I hope we can rein in the Governor’s emergency powers so Maine’s people can have a voice in the laws that govern us.

I hope we can all return to the way life should be.

Most importantly, I hope 2023 will prove to be a better vintage for everyone than 2022 was.

Again, I’m Senator Eric Brakey of Androscoggin County; and I wish you and yours a safe, happy and prosperous New Year.

Sen. Eric Brakey represents the communities of District 20. He is the Senate Republican Lead for the Legislature’s Health Coverage, Insurance and Financial Services Committee and the State and Local Government Committee.

New Year, New You 2023 at APL! 

AUBURN, ME (December 29, 2022) — Mindfulness Meditation Seriespresented by Tisha Bremner of Inner Light Wellness; Tuesdays – January 10, 17, 24 & 31 – 4:30-5:15 p.m. Online, via Zoom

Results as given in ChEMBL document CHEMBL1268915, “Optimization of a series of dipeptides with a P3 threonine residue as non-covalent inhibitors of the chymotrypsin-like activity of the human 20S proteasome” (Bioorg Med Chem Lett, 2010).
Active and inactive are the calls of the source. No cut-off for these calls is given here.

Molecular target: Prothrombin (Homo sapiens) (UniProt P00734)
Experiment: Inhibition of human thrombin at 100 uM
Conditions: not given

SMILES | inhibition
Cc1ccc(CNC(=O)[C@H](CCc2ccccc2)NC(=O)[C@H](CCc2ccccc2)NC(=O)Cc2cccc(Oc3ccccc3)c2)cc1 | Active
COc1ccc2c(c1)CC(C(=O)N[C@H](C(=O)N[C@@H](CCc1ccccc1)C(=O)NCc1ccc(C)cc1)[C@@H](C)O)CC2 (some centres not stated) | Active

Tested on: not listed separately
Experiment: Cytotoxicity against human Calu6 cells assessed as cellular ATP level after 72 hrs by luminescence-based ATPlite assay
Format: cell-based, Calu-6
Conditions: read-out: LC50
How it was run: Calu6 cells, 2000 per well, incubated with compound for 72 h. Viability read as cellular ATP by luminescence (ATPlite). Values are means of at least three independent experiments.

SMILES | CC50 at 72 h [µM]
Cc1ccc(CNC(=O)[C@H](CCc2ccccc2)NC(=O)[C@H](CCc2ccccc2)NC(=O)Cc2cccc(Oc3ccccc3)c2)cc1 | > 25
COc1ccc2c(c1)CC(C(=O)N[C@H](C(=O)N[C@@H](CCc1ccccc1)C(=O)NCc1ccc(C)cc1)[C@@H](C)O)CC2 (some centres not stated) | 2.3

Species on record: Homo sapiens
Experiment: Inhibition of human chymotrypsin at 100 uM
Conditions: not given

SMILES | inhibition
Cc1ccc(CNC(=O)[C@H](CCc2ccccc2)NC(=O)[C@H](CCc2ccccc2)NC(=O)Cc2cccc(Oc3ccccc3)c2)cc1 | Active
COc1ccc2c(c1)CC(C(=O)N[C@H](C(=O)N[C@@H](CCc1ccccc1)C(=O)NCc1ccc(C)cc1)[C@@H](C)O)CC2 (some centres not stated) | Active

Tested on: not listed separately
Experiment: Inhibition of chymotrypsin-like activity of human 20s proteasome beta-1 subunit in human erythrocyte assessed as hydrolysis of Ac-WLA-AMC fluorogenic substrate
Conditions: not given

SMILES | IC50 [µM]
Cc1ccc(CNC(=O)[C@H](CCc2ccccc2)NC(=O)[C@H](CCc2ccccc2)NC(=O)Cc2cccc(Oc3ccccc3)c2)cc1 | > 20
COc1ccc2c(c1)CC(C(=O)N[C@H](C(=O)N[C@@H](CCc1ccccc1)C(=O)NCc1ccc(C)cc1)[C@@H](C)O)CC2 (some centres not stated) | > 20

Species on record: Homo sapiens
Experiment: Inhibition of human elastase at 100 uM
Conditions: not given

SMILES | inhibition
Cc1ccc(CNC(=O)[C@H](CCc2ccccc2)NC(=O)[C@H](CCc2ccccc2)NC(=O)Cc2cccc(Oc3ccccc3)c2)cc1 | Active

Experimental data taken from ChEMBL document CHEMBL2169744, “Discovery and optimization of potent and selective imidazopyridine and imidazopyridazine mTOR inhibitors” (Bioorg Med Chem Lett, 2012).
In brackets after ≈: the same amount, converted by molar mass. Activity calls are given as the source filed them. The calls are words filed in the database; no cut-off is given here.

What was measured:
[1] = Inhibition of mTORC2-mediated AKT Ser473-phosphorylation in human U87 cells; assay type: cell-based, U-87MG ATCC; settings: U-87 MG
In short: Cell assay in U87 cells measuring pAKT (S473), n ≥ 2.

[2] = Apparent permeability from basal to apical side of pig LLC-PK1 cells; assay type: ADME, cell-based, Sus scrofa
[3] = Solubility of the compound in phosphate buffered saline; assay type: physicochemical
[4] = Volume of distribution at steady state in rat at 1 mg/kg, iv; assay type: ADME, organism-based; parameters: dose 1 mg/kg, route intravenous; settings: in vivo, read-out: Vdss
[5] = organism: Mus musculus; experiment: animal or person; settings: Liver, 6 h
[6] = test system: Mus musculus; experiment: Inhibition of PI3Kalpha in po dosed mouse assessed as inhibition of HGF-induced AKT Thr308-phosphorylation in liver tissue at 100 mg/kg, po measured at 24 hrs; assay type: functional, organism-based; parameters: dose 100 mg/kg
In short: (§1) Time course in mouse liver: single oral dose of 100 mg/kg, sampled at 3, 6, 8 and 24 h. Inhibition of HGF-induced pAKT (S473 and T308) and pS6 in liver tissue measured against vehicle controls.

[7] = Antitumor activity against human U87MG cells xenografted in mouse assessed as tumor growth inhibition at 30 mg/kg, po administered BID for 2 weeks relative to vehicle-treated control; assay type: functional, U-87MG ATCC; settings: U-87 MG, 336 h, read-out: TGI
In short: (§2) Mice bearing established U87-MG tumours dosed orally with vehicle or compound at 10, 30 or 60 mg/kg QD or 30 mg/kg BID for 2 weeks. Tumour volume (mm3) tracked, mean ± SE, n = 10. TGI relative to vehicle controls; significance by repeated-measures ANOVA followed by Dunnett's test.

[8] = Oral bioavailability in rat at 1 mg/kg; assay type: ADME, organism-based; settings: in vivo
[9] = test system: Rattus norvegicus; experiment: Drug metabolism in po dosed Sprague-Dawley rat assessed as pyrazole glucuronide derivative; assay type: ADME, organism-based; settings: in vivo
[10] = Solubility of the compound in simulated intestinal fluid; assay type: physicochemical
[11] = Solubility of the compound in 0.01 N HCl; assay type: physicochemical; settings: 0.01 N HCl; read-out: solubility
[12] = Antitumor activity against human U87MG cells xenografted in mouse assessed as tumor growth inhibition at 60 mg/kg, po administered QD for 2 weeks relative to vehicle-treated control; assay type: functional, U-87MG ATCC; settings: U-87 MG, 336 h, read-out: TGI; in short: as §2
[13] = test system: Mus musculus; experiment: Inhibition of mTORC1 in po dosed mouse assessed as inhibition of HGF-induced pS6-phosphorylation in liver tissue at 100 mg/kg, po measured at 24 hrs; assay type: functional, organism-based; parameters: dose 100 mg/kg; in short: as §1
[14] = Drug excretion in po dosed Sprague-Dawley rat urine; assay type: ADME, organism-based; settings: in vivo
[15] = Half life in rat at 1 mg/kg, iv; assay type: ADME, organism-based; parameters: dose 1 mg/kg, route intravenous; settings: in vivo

In this series, participants will be introduced to a variety of techniques that will help clear their minds, calm their emotions, and shift their perspectives during times of challenge.  Each session offers tools that can be implemented right away to make positive improvements building resilience and managing stress.  Each topic is discussed in a 45-minute class with an optional Q&A session. 

Week 1:  Introduction to Mindful Meditation; Week 2: Nurturing Emotions; Week 3: The Power of Gratitude; Week 4: Self-Compassion Matters 

This series will be led by Tisha Bremner,  Learn more about Tisha at innerlightwell.com. 

This program will take place via Zoom, and registration is required.  To register, call the Reference Desk at 207-333-6640, ext. 4.  Be sure to provide your email address when registering.  Participants will be emailed the Zoom link on the first day of the series, January 10.  The link will be the same for all 4 sessions.